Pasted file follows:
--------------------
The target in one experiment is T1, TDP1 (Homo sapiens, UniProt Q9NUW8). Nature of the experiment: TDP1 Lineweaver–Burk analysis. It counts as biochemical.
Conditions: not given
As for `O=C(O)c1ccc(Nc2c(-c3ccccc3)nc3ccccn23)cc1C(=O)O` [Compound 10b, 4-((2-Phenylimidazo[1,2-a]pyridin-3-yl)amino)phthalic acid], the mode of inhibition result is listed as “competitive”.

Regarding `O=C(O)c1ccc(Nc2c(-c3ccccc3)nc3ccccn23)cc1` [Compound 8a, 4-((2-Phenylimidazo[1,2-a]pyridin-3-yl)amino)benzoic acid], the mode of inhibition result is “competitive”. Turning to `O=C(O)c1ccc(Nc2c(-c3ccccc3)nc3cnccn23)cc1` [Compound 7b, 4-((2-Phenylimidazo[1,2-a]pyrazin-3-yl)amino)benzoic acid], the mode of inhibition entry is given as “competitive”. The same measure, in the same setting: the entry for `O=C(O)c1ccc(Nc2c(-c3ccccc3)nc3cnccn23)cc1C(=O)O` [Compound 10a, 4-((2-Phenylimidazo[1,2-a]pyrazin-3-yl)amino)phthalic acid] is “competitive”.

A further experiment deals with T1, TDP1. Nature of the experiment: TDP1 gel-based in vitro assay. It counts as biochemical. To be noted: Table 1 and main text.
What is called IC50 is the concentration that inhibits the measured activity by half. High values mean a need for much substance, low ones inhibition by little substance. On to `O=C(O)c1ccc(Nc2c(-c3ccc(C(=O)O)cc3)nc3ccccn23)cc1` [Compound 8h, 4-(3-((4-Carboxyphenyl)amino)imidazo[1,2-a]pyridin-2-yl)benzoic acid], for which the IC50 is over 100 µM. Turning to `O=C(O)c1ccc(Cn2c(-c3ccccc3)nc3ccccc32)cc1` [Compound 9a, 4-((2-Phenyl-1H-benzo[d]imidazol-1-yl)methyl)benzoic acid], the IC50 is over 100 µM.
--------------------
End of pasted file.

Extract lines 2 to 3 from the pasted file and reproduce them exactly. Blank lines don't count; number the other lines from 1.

Conditions: not given
As for `O=C(O)c1ccc(Nc2c(-c3ccccc3)nc3ccccn23)cc1C(=O)O` [Compound 10b, 4-((2-Phenylimidazo[1,2-a]pyridin-3-yl)amino)phthalic acid], the mode of inhibition result is listed as “competitive”.